Thursday, 1 October 2009

For TK--The Table As Promised

Here is the process of the dining-room table build. If i ever get an adequate workspace, i might consider building projects that are bigger than me (there's nothing like getting pinned by the wrist under the weight of your own project at 3 am and not wanting to wake anyone to make that clear--as well as highlight the foolishness of woodworking past certain hours). Until then, there is no way that is happening! The Pieces Arrive My room mate at the time was kind enough to take me to the lumberyard and load up the parts, drive me back home, and unload them. Then i was on my own. The tall planks were to be laminated to form the tabletop. Just an aside: it is quite hellish to walk into a hardware store as a woman in the Middle East, and Israel is no exception. I will not go into detail (this time), but basically, you're probably better off bringing a guy friend, even if he wouldn't know a screwdriver from a hammer. She's a bad Mama(py)jama So, though i didn't ask for this 'service' (and after convincing the guy at the lumberyard--who was rolling his eyes at me and huffing in annoyance--that i did in fact wish to laminate the top myself), he took it upon himself to create tongue and groove joints along the edges of the boards. Cheers. Klootzak. This made it more annoying to glue up and limited my choice of grain direction. Luckily, by the time i got around to that part of the project, my mother was there and she helped me. We did the job as best we could with four clamps. Jack plane Then, laying the table across the kitchen counter and the mustard yellow antique washing machine, we flattened (or tried to, rather. An uneven surface is just part of the charm of a handmade piece. Right?) the top with my late #5 jack plane. As for the legs, i took Matt Vanderlist's advice and made the base a trestle table. Sometimes, when they went away for extended periods of time, my room mates feared i would turn their bedrooms into a workshop. I hadn't thought of it, but it turned out to be a great idea! The bed made a perfect stand for the table top, as well!
Frolich's room
Anyway, i have since moved house (or flat, rather) and i had to finish quite hastily. So, even after harassing Matt and Kari about tusk tenons and God knows what else, i ended up making regular wedge tenons. It was more like jamming some skinny wood bits into gaping crappy mortises whilst holding the supporting beam of the table up with my leg, with glue dripping everywhere. In short, it was masterfully executed, looks amazing, and was a pleasure to do.

So here's the final (i'm mortified, but i posted it for you, TK, just remember that!!) result, and more process-photos are at the bottom of the page.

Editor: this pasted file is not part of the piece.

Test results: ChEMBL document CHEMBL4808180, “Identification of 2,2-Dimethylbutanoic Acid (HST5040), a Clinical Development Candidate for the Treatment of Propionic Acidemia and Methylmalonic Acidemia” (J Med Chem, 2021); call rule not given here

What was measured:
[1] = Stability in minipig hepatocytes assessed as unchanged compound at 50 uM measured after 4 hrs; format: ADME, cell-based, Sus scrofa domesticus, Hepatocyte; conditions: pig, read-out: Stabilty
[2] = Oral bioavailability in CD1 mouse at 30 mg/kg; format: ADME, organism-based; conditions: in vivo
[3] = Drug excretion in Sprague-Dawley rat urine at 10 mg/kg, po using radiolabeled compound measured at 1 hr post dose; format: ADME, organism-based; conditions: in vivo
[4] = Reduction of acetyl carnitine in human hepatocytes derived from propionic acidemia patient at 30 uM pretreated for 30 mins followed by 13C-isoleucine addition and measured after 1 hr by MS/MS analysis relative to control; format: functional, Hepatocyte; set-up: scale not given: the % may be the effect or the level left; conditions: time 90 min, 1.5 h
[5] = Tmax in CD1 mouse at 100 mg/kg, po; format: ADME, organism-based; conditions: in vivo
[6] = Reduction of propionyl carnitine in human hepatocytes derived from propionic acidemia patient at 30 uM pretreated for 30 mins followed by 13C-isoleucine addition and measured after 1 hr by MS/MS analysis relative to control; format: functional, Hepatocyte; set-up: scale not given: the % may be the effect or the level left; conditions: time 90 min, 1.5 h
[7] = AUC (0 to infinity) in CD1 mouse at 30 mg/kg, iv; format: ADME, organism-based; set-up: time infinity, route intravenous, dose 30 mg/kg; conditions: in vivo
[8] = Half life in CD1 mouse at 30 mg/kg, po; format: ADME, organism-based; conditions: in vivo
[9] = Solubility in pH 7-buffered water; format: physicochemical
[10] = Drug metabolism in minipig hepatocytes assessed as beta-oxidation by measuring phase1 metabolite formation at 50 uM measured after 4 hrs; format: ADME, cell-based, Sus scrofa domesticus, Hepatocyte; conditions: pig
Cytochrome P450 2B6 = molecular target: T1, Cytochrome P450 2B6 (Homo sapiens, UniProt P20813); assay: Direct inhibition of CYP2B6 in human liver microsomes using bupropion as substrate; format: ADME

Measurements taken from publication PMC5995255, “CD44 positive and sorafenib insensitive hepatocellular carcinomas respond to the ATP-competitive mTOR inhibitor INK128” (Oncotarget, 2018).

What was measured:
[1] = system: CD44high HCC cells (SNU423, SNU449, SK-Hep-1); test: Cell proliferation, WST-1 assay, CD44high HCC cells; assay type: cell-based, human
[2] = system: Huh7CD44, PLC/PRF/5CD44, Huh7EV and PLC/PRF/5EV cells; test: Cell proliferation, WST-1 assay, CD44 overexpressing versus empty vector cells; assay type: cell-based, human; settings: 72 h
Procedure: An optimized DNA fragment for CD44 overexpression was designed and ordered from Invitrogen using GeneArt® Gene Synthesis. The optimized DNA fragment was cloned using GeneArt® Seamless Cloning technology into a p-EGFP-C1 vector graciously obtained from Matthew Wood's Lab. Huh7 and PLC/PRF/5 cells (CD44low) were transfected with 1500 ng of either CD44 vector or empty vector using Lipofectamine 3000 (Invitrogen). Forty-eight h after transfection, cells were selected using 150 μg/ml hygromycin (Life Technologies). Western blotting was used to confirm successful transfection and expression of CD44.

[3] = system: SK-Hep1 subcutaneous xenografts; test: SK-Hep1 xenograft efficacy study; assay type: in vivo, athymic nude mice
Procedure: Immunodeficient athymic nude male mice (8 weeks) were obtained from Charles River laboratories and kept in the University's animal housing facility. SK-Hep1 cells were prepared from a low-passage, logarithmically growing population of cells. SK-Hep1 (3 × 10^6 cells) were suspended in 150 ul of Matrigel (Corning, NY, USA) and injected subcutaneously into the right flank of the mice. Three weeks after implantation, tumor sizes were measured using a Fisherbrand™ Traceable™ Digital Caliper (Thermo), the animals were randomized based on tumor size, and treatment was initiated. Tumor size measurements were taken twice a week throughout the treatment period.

1. Outstanding work! The trestle table style was a good idea and it looks like it was well executed. I'm impressed by your innovation as well. Dovetail jig as face vise is brilliant. Using a bed as an assembly table is not something I would have thought of doing. What kind of wood is that? I'm guessing cypress from your location. What kind of finish? I'm sure the roommates loved that process.

    I'm honored with the special post. Impressive use of space and tools to make a great project.


  2. Naoms-
    The table looks amazing. Really, so great. I love the pic where you can see the washing machine! Should we tell your reading public about the stepstool I have yet to forget about...

  3. next post should be about the fountain

  4. TK-thanks! In reality, though, the thing is totally wonky, the top is flopping, and it wobbles. As for the dovetail jig, that's all i have been able to use it for, as my router is a 1/2" and the jig is for 1/4" (i did mention that to the guys at Rockler...) The wood is pine--maybe white pine? I have been trying to figure out which species is around here, though i am told we import much of our lumber from Eastern Europe!

    Denes--how much do you miss that washing machine?! As for the stepstool, i haven't forgotten, but i had hoped you did. I just attempted my first hand cut dovetails in preparation of making your stepstool! I can do a post about that...but it will be obvious that your stepstool may take a bit more time...!

    Tafs--i'm honoured that you read my blog! How you enjoying your fountain? Yes, i think i will post when i make Yael's fountain...and my own!

  5. first time i read this post. delighted to see the process you went through in creating the beautiful dining room table i so enjoy eating from!
    for naomis' readers: she is too self-deprecating- it is not wobbly and is even more impressive in real-life!

  6. Looks awesome! And pretty straight, though for a trestle table I wouldn't mind a few wobbles in the surface, but it looks pretty straight.

    And it's nice to see the Dutch language put to such excellent use. :-)

  7. Hey that table looks great and you did it with out a workshop to cut the mortises and tenons. It looks like a piece of furniture you needed right where you have it,too.